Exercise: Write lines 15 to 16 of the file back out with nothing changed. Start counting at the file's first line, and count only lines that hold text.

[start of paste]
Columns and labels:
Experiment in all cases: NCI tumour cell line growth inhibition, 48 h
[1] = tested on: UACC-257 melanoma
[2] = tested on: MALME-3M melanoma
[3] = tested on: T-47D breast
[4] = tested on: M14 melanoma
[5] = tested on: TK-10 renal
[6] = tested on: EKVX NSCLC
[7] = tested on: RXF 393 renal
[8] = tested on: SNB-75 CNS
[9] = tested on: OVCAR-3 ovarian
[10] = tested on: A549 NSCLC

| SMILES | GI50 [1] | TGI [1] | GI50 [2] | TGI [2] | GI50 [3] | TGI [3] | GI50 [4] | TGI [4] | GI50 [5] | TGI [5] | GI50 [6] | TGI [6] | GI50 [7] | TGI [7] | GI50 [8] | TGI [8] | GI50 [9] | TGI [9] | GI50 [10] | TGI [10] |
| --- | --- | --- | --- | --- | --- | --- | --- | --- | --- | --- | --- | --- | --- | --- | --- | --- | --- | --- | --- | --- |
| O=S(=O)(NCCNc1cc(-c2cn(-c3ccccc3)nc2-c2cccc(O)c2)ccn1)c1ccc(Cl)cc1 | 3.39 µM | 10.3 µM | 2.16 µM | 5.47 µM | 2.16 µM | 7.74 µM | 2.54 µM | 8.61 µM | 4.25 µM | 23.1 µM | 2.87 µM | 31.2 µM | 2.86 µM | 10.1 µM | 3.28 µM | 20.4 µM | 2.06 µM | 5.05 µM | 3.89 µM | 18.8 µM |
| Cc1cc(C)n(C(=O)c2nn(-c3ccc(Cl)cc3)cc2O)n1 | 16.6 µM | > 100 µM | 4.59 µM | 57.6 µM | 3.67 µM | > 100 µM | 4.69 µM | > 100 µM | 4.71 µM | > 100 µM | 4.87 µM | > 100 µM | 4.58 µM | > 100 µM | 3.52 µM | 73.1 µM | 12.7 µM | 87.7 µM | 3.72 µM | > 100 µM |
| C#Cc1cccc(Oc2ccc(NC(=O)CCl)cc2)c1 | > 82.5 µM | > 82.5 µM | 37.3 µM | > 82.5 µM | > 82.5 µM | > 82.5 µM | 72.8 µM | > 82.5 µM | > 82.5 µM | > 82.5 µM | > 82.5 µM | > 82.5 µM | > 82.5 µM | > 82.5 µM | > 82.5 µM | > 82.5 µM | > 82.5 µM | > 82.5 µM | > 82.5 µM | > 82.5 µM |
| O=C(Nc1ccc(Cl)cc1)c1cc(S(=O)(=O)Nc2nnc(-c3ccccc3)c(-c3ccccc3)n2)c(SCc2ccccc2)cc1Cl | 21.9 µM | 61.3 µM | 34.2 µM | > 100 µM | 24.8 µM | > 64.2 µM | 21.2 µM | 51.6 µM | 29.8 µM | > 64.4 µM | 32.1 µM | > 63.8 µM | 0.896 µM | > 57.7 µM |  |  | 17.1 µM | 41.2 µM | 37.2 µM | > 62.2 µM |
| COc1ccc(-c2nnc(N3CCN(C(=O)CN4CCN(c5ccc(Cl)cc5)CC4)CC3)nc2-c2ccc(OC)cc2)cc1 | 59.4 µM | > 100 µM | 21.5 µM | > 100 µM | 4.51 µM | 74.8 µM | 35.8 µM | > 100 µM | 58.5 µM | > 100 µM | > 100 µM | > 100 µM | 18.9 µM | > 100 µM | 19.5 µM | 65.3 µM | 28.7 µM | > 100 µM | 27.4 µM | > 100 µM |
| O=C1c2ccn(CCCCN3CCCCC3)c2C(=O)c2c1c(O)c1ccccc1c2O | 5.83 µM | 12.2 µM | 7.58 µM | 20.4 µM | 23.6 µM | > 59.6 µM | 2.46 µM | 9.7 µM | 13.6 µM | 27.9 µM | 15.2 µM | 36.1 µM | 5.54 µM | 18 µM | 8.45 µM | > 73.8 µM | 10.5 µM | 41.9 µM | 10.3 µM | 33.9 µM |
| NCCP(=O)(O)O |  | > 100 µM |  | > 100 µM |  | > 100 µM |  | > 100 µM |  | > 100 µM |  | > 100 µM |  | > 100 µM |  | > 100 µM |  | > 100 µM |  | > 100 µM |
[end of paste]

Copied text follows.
| O=S(=O)(NCCNc1cc(-c2cn(-c3ccccc3)nc2-c2cccc(O)c2)ccn1)c1ccc(Cl)cc1 | 3.39 µM | 10.3 µM | 2.16 µM | 5.47 µM | 2.16 µM | 7.74 µM | 2.54 µM | 8.61 µM | 4.25 µM | 23.1 µM | 2.87 µM | 31.2 µM | 2.86 µM | 10.1 µM | 3.28 µM | 20.4 µM | 2.06 µM | 5.05 µM | 3.89 µM | 18.8 µM |
| Cc1cc(C)n(C(=O)c2nn(-c3ccc(Cl)cc3)cc2O)n1 | 16.6 µM | > 100 µM | 4.59 µM | 57.6 µM | 3.67 µM | > 100 µM | 4.69 µM | > 100 µM | 4.71 µM | > 100 µM | 4.87 µM | > 100 µM | 4.58 µM | > 100 µM | 3.52 µM | 73.1 µM | 12.7 µM | 87.7 µM | 3.72 µM | > 100 µM |